I had three or four oysters, mussels, and a side of fries. Nothing—but for the martini—was bad, but nothing was special either. So-so service from the kitchen, which is how a meal at the bar ended up taking 90 minutes. Kingfisher in Tucson beats this joint on all counts, and especially on the mussels. Hank’s does feature a cool menu at its Eddy Bar, but my martini was not served in a martini glass, and was not good! Enough said, but for the fact that I looked for the glass shape on line and I think it’s a margarita glass!
No. 5. Cate and I ate at Boxcar Tavern on Friday night. It’s a small, wood-paneled spot on Capitol Hill, across from Eastern Market. Cate and I walked in on a Friday night at seven and had no trouble getting seated. (Our trip spanned the Memorial Day weekend. Getting seated was an issue nowhere!)
Boxcar makes a martini that was very nice. Cold, clean, and not small; who can ask for anything more? Cate had the Hangar Steak, while I had mussels and fries. Cate’s steak was very nice, and the fresh potato chips were excellent. My mussels were not quite as good as those at Hank’s, and the fries—an add-on, as I saw some passing by—were lukewarm. Excellent service, though, and that, the steak, and the drink made Boxcar Tavern a place for an easy evening.
No. 4. We met friends at Graffiato late—we didn’t order food until 10—on Thursday evening. Graffiato is a Mike Isabella restaurant. He’s a big deal chef in DC.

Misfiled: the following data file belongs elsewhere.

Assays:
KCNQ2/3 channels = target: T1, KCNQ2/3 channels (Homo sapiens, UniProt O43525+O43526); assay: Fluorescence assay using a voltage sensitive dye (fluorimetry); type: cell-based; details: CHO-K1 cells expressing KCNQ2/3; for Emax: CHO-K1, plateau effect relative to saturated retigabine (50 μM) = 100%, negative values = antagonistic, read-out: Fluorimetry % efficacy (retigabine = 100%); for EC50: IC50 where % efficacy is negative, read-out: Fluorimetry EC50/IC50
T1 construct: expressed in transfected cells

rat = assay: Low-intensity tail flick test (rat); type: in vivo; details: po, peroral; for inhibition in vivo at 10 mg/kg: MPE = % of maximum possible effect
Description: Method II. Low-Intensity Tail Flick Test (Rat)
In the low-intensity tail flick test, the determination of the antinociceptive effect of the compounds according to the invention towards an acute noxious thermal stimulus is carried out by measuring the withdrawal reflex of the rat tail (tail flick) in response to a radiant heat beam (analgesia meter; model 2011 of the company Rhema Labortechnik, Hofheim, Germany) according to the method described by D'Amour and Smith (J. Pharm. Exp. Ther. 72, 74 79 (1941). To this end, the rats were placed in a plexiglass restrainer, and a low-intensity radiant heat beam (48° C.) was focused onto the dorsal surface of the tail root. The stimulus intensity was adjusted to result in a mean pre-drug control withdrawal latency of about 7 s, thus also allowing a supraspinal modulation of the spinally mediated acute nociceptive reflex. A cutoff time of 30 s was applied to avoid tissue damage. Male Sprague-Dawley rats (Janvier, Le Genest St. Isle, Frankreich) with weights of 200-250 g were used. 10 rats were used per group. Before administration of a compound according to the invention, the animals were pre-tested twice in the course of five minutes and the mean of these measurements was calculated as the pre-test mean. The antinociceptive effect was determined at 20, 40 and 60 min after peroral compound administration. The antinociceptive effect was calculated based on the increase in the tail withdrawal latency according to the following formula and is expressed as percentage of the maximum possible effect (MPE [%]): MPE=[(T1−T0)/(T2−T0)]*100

Once again, I got a so-so martini in what appears to be a margarita glass. Glass shapes do matter. (A wine tasting years ago proved this. Red wine, in two different-shaped glasses, tasted completely different. A parlor trick, of course, for both glasses were filled from the same bottle.)
Graffiato is a mostly small plates and pizza place. The roasted cauliflower and fritto misto were excellent. The pastas we tried did not do much for me, and the Porky’s Revenge pizza was not exceptional. I confess, though, that I’m not a small plates guy, and when the server tells me the food comes out when it’s ready, hair stands up on my neck. I’m paying, and you decide the order in which you prepare my dinner? What’s up with that?
All of my gripes aside, we had a very nice evening with old friends, Graffiato serves decent food that tastes good, and it certainly prices meals fairly, taking into account the fact that we were in downtown DC. My half of dinner was $77, and we also had a $27 bar bill for two drinks while we were waiting for our friends.
No. 3. Sunday night in New York was “meet the boyfriend and his people” night. We had a delightful meal at Barchetta with Cate’s boyfriend and his family. Barchetta has opened in the last month or so, just across the street from a High Line staircase on 23rd Street at 10th Avenue.